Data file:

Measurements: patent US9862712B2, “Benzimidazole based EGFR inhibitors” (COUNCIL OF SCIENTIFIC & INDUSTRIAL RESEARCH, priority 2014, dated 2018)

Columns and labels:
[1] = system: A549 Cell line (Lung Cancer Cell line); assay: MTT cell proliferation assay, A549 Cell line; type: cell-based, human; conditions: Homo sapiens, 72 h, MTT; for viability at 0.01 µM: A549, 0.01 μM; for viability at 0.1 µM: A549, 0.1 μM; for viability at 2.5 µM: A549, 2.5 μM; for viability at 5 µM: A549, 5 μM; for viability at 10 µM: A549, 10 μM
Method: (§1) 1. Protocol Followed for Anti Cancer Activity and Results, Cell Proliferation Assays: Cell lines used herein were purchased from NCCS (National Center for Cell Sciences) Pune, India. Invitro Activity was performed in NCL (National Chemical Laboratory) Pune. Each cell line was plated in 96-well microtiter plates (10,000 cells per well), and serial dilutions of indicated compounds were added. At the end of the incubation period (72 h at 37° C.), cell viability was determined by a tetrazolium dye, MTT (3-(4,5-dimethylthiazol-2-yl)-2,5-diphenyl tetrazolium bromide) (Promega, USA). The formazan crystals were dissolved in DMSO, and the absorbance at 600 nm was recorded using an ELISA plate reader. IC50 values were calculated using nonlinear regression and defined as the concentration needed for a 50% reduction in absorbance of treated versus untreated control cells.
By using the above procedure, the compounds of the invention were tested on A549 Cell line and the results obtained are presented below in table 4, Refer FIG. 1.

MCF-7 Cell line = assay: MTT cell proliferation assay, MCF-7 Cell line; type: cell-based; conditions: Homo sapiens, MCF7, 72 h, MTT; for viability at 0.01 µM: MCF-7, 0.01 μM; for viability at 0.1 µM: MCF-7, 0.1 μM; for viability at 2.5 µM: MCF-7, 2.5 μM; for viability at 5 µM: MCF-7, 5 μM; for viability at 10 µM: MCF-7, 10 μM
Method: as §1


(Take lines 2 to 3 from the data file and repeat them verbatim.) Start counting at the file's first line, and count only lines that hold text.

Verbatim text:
Columns and labels:
[1] = system: A549 Cell line (Lung Cancer Cell line); assay: MTT cell proliferation assay, A549 Cell line; type: cell-based, human; conditions: Homo sapiens, 72 h, MTT; for viability at 0.01 µM: A549, 0.01 μM; for viability at 0.1 µM: A549, 0.1 μM; for viability at 2.5 µM: A549, 2.5 μM; for viability at 5 µM: A549, 5 μM; for viability at 10 µM: A549, 10 μM